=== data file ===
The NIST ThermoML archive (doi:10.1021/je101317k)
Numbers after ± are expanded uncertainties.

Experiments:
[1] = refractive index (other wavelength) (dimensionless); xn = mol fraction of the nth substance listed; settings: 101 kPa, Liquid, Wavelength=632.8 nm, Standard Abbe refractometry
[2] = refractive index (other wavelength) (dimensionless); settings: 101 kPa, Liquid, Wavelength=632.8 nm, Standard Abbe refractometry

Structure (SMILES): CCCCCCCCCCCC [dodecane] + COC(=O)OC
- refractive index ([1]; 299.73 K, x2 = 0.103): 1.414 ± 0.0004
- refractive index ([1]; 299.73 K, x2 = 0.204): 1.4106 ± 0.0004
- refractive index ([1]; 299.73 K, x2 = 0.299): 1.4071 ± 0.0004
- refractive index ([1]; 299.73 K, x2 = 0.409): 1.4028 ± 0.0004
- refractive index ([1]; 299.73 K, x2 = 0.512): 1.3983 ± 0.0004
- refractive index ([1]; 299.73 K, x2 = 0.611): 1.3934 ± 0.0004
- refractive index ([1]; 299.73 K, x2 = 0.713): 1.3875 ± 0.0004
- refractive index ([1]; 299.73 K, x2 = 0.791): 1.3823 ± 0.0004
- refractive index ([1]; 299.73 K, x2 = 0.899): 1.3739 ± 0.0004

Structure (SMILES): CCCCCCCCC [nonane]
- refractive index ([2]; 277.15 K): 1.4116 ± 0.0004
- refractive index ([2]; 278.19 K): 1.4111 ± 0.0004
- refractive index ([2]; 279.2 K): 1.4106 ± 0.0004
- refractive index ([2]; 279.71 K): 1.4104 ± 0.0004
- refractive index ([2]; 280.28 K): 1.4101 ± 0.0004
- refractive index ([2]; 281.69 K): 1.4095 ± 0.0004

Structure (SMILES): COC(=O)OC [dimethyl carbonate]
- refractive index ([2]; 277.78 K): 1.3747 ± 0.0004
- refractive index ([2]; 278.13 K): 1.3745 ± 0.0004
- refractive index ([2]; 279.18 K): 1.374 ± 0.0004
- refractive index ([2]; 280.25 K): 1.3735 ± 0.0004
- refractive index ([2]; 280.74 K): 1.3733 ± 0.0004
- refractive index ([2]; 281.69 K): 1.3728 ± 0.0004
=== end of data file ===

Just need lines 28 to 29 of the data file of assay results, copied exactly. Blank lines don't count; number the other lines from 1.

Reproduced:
- refractive index ([2]; 280.74 K): 1.3733 ± 0.0004
- refractive index ([2]; 281.69 K): 1.3728 ± 0.0004